Annabelle: Creation (2017) [Blu-ray]

Author: Brett Gallman
Submitted by: Brett Gallman   Date : 2017-10-24 17:47
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Annabelle: Creation (2017)
Studio: WB Home Video
Release date: October 24th, 2017

Reviewed by: Brett Gallman (@brettgallman)



The movie:

Note: This a review of a Blu-ray copy provided by WB. click here for my full theatrical review from earlier this year.

Few filmmakers can boast a horror franchise to their name, and even fewer can boast several, which makes me wonder if we’re somehow not appreciating James Wan enough. Any filmmaker would be (rightfully) revered for kick-starting any of the franchises he’s helmed, as Saw, Insidious, and The Conjuring have each become embedded in pop culture. The latter, however, has been a particularly ambitious project, one that hasn’t content to spawn a mere franchise but an entire cinematic universe, a concept that has been largely unexplored in the realm of horror outside of the Universal classics and Toho Studios.

As such, it’s hard not to be excited about the prospect, especially since Wan has remained onboard as a producer of the spin-off films. It helps, too, that this venture has shown a bit of promise, at least if you count Annabelle: Creation as a sort of mulligan for the doll’s first solo outing. Where that first film can best be described as a serviceable bit of brand extension, this follow-up feels like a much more assured thrill ride that more than earns its place in this burgeoning universe.

Granted, it is fair to say that this further origin story (which takes the audience all the way back to Annabelle’s literal creation) hews a bit too closely to The Conjuring formula, even if that’s not an altogether terrible aim. After so many of these things (including director David F. Sandberg’s own Lights Out), fatigue is naturally setting in, creating a bit of an uphill battle for something like Creation. It’s a testament to Sandberg’s chops, then, that it mostly overcomes that sense of familiarity: Creation is a damn fun entry with potent, meticulously crafted scares underpinned by genuinely affecting character work. Sandberg has obviously paid close attention to both aspects of Wan’s work, as he’s done an admirable job replicating his mentor’s work, to the point that Creation feels like Diet Wan.

For the most part, this is fine since it results in some terrific sequences involving the usual assortment of haunted house parlor tricks: suspenseful tracking shots, devious mise en scene manipulation, and loads of killer imagery, including one very cool scarecrow that I wouldn’t mind seeing in its own film. In the process, Sandberg doesn’t lose sight of the characters—the group of girls, their nun protector, and the two grieving parents who have taken them in—nor does he forget to lay the groundwork for further entries in this universe. If nothing else, Creation is a fully functioning cog in a franchise machine that shows no signs of slowing down.

I know that might sound like a backhanded compliment to some, but I can’t help but welcome The Conjuring universe with open arms. Franchises were my gateway drug into horror fandom, and, as someone who has barely batted an eye at certain titles being run into the ground, I’m in no position to really dismiss this one. Here’s hoping future entries do venture out and do a bit more of their own thing, though.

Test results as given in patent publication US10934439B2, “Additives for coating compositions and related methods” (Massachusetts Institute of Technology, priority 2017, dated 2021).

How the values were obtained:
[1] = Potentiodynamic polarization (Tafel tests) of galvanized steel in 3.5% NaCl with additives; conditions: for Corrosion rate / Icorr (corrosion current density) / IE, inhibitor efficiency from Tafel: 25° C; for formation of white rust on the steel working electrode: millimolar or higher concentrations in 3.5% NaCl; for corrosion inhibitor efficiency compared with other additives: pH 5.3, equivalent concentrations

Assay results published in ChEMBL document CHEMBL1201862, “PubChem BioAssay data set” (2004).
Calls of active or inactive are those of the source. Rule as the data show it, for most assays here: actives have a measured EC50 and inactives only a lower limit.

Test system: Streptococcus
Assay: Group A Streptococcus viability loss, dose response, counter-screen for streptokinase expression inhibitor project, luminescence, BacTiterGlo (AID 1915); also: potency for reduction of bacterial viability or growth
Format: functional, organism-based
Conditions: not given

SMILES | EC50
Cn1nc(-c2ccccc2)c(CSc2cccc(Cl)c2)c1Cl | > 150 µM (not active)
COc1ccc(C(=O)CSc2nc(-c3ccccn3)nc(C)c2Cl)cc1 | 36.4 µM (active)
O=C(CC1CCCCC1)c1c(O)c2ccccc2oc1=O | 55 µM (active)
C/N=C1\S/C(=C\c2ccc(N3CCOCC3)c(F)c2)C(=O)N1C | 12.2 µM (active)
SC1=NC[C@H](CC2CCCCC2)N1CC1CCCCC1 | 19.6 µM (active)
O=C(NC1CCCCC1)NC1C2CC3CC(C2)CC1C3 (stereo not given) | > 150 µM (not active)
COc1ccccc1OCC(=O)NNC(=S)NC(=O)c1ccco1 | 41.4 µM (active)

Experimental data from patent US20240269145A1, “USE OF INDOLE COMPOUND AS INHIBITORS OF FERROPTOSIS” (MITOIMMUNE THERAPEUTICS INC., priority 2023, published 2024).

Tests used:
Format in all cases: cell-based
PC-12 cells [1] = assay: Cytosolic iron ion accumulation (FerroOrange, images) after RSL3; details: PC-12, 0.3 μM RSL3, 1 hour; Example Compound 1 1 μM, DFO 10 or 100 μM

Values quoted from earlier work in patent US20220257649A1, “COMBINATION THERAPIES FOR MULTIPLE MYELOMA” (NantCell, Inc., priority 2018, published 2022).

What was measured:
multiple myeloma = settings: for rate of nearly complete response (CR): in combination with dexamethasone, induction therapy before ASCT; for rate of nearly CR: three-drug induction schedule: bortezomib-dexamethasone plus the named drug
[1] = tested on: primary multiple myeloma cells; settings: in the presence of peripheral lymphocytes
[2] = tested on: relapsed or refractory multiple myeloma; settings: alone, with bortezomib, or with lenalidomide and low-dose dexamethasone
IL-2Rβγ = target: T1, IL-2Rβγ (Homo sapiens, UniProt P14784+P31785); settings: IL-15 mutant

The disc:

Even though Creation was only released a few months ago, I’ve been eager to revisit it in the comfort of my own home since the audience at my screening acted like a bunch of damn fools during the entire thing. While that might reflect well on its effectiveness, it didn’t exactly make for an ideal viewing experience. Luckily, it fares just as well (if not better, now that I can actually hear the movie during quiet moments) at home, especially since the disc features a nice assortment of extras. Sandberg is involved throughout, appearing on a feature commentary track and a 45-minute behind-the-scenes feature on directing the film. The latter has a personal, almost handcrafted quality to it, as it features Sandberg addressing the audience, explaining that he wants to capture the process of directing a film. It’s full of fly-on-the-wall footage of the film’s production, with Sandberg narrating the nuts-and-bolts aspects along the way. Per the director himself, it’s meant to act as a practical look at what seems like a mystifying process until one actually observes it. Aspiring filmmakers should glean some solid advice and information from it.

Sandberg also appears in “The Conjuring Universe,” a fluffier, 4-minute piece hyping this shared universe concept. Wan himself actually anchors most of the feature, and his enthusiasm about the project is positively infectious: if this is any indication, we can expect much more from this franchise. Viewers will also catch a brief glimpse of The Nun, the next entry in this franchise due next year. A 12-minute reel of deleted scenes also appears, with Sandberg explaining why each scene (or in the case of Stephanie Sigman’s Sister Charlotte, entire subplots) was cut. Most were cut to alleviate the already lengthy runtime, but some of the horror gags here are quite well done even in a vacuum.

Finally, the film’s trailer and a pair of Sandberg’s short films (clocking in at 3 minutes apiece) round out a pretty solid release thanks to Sandberg’s involvement. It’s clear that both he and Wan are truly committed to this project, and I love that these guys have conspired to make horror a huge priority at New Line, a studio label whose early success absolutely hinged on this genre. Indeed, The House that Freddy Built may be returning to its roots in a big way, and it’s one of my favorite developments in recent years—especially if Wan can convince them to resurrect Freddy himself. A man can dream, right?
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